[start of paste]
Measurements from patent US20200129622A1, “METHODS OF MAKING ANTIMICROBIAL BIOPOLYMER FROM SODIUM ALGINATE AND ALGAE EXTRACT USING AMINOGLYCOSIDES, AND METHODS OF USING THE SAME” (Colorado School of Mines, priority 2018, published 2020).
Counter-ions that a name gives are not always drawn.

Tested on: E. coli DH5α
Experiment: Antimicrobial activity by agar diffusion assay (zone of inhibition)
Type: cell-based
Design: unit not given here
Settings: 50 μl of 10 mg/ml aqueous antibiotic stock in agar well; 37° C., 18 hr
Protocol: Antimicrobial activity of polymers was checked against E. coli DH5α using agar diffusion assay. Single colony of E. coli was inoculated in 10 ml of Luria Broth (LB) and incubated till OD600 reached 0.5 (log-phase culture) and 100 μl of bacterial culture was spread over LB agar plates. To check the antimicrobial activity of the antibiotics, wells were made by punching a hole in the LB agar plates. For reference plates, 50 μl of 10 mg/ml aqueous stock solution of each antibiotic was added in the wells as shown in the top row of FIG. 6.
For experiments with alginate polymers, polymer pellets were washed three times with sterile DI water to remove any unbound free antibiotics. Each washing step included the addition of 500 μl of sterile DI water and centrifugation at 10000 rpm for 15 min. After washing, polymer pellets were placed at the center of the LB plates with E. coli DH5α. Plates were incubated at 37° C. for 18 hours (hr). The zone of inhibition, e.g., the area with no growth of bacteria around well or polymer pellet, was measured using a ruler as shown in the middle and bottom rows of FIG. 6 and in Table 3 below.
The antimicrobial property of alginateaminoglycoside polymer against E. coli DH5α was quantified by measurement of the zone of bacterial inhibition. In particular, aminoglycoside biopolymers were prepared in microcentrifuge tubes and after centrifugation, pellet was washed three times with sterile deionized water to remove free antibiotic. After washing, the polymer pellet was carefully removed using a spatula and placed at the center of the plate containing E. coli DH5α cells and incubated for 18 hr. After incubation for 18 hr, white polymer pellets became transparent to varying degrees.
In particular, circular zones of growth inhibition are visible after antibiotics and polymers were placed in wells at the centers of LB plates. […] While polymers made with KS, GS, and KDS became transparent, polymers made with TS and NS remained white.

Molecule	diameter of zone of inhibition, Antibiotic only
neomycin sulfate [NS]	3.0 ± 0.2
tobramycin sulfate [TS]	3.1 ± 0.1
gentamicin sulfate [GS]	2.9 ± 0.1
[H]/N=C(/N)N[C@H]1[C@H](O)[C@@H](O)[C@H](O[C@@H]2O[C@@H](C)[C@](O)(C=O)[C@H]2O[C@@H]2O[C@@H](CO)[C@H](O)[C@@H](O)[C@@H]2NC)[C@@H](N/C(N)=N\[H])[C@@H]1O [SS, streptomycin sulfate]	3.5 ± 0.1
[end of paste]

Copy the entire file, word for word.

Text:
Measurements from patent US20200129622A1, “METHODS OF MAKING ANTIMICROBIAL BIOPOLYMER FROM SODIUM ALGINATE AND ALGAE EXTRACT USING AMINOGLYCOSIDES, AND METHODS OF USING THE SAME” (Colorado School of Mines, priority 2018, published 2020).
Counter-ions that a name gives are not always drawn.

Tested on: E. coli DH5α
Experiment: Antimicrobial activity by agar diffusion assay (zone of inhibition)
Type: cell-based
Design: unit not given here
Settings: 50 μl of 10 mg/ml aqueous antibiotic stock in agar well; 37° C., 18 hr
Protocol: Antimicrobial activity of polymers was checked against E. coli DH5α using agar diffusion assay. Single colony of E. coli was inoculated in 10 ml of Luria Broth (LB) and incubated till OD600 reached 0.5 (log-phase culture) and 100 μl of bacterial culture was spread over LB agar plates. To check the antimicrobial activity of the antibiotics, wells were made by punching a hole in the LB agar plates. For reference plates, 50 μl of 10 mg/ml aqueous stock solution of each antibiotic was added in the wells as shown in the top row of FIG. 6.
For experiments with alginate polymers, polymer pellets were washed three times with sterile DI water to remove any unbound free antibiotics. Each washing step included the addition of 500 μl of sterile DI water and centrifugation at 10000 rpm for 15 min. After washing, polymer pellets were placed at the center of the LB plates with E. coli DH5α. Plates were incubated at 37° C. for 18 hours (hr). The zone of inhibition, e.g., the area with no growth of bacteria around well or polymer pellet, was measured using a ruler as shown in the middle and bottom rows of FIG. 6 and in Table 3 below.
The antimicrobial property of alginateaminoglycoside polymer against E. coli DH5α was quantified by measurement of the zone of bacterial inhibition. In particular, aminoglycoside biopolymers were prepared in microcentrifuge tubes and after centrifugation, pellet was washed three times with sterile deionized water to remove free antibiotic. After washing, the polymer pellet was carefully removed using a spatula and placed at the center of the plate containing E. coli DH5α cells and incubated for 18 hr. After incubation for 18 hr, white polymer pellets became transparent to varying degrees.
In particular, circular zones of growth inhibition are visible after antibiotics and polymers were placed in wells at the centers of LB plates. […] While polymers made with KS, GS, and KDS became transparent, polymers made with TS and NS remained white.

Molecule	diameter of zone of inhibition, Antibiotic only
neomycin sulfate [NS]	3.0 ± 0.2
tobramycin sulfate [TS]	3.1 ± 0.1
gentamicin sulfate [GS]	2.9 ± 0.1
[H]/N=C(/N)N[C@H]1[C@H](O)[C@@H](O)[C@H](O[C@@H]2O[C@@H](C)[C@](O)(C=O)[C@H]2O[C@@H]2O[C@@H](CO)[C@H](O)[C@@H](O)[C@@H]2NC)[C@@H](N/C(N)=N\[H])[C@@H]1O [SS, streptomycin sulfate]	3.5 ± 0.1